Stack Overflow is a community of 4.7 million programmers, just like you, helping each other.

Join them; it only takes a minute:

Sign up
Join the Stack Overflow community to:
  1. Ask programming questions
  2. Answer and help your peers
  3. Get recognized for your expertise

I just started playing with Core Data.

I created an entity called Task with a property called Description. I opened Interface Builder and I added Core Data Entity view.

Picked my entity, property and tried to build the application. After clicking on "Add" button it crashed with EXC_BAD_ACCESS.

After I've renamed this attribute to 'desc' it works fine.

Can anyone explain me why is this happening? Is 'description' some kind of reserved word in Core Data or something?

share|improve this question
up vote 17 down vote accepted

description is ann Objective-C property used for debugging and goes all the way down to Core Foundation, which has a corresponding CFDescription function. You should just name that property something else.

share|improve this answer
More Cocoa than Objective-C, but yeah. – Peter Hosey Jul 7 '10 at 18:49
It's method of NSObject. All classes that inherit from NSObject (which is virtually all) inherit the method. It produces a textual description of the object for debugging purposes. When you log an object with NSLog(@"%@",anObject) it calls the description method. – TechZen Jul 7 '10 at 22:27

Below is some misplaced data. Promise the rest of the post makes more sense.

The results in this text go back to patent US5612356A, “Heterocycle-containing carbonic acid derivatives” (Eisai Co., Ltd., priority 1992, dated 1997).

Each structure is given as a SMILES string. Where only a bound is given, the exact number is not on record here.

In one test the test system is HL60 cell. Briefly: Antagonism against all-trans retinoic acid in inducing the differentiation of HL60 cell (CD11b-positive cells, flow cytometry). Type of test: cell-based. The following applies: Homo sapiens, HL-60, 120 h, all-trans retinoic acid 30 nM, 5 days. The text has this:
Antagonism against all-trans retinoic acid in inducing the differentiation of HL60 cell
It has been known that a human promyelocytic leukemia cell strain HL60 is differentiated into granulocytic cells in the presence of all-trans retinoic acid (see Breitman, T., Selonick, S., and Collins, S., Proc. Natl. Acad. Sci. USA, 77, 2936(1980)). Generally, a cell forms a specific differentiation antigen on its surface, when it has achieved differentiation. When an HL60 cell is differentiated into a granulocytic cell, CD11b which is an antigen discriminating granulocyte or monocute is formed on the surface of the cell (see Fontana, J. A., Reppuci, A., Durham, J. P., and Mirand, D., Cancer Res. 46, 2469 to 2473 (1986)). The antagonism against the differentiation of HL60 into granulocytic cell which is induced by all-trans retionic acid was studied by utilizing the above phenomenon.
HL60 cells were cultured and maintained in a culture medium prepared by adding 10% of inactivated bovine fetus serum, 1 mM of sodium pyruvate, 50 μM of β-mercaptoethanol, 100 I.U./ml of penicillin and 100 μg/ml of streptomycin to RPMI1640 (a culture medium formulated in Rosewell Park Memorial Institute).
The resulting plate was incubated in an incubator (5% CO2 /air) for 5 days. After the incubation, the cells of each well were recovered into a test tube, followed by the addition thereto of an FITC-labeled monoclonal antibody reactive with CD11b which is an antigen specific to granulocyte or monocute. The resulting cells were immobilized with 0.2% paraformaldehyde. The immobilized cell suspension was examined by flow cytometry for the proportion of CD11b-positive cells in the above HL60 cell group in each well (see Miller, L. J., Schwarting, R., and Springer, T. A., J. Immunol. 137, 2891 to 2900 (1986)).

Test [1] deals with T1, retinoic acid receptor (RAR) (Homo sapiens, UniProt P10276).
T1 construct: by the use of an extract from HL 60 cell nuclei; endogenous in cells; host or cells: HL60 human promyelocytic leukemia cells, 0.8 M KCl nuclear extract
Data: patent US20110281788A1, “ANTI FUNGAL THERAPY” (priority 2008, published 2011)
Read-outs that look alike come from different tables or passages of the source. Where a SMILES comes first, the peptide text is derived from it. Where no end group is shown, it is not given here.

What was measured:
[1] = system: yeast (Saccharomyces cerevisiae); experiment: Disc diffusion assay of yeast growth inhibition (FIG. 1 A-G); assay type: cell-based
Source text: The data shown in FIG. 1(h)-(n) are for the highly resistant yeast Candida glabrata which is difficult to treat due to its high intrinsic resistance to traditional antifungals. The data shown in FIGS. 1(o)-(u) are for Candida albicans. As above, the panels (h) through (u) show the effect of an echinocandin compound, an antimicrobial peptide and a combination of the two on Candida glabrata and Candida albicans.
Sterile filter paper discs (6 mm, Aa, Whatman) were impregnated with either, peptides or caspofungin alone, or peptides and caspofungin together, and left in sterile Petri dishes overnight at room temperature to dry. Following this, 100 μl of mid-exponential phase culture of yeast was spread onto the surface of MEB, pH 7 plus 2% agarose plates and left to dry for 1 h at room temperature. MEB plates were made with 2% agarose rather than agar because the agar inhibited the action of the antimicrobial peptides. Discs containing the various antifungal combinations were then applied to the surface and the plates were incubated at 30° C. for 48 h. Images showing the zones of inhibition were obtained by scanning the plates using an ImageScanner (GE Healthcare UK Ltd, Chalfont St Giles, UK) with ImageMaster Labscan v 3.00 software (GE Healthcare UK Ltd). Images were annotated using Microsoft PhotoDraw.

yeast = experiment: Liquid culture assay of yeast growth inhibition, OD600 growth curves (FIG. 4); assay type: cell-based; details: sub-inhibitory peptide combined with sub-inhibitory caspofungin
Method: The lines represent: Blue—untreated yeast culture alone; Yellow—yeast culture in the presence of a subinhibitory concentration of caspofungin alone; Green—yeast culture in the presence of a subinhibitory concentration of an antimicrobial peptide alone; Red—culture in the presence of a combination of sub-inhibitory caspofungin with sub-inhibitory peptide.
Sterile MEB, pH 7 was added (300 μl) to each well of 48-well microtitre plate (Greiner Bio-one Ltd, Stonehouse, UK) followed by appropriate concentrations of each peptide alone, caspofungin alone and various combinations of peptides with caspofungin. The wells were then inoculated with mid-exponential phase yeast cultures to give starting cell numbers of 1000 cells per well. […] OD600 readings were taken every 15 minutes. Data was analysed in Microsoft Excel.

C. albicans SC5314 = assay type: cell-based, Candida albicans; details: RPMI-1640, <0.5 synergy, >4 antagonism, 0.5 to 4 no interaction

I wrote Cocoa at first then edited it to Objective-C so I should have left it as it was. – lucius Jul 7 '10 at 22:57
As an additional comment to the OP, the compiler warns you that this is a reserved word. Never ever ignore warnings in Objective-C. – Marcus S. Zarra Jul 7 '10 at 23:33
I missed the warning :-(. Is there a list of reserved words that I can't use as property names? – Vojto Jul 10 '10 at 5:48

It's a method with a particular purpose in Cocoa, and Core Data dislikes it being overridden. More here.

share|improve this answer
+1 for the doc link – JeremyP Jul 8 '10 at 10:24

Your Answer


By posting your answer, you agree to the privacy policy and terms of service.

Not the answer you're looking for? Browse other questions tagged or ask your own question.